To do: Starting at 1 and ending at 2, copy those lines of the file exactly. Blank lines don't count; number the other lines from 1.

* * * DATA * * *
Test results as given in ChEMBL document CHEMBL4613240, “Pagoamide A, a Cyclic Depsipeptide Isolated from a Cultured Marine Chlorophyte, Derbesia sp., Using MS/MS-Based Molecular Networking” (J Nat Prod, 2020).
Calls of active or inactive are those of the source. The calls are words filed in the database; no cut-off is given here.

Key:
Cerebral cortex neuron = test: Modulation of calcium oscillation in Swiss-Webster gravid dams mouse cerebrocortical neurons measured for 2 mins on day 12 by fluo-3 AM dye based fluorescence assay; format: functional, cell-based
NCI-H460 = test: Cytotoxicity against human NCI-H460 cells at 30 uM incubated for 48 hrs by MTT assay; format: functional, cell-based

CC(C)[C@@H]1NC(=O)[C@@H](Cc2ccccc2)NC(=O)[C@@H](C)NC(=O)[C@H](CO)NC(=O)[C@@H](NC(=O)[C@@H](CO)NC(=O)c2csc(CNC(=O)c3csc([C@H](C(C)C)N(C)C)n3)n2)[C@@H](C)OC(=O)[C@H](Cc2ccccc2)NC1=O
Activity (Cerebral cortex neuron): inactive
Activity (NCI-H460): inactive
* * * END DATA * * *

Test results as given in ChEMBL document CHEMBL4613240, “Pagoamide A, a Cyclic Depsipeptide Isolated from a Cultured Marine Chlorophyte, Derbesia sp., Using MS/MS-Based Molecular Networking” (J Nat Prod, 2020).
Calls of active or inactive are those of the source. The calls are words filed in the database; no cut-off is given here.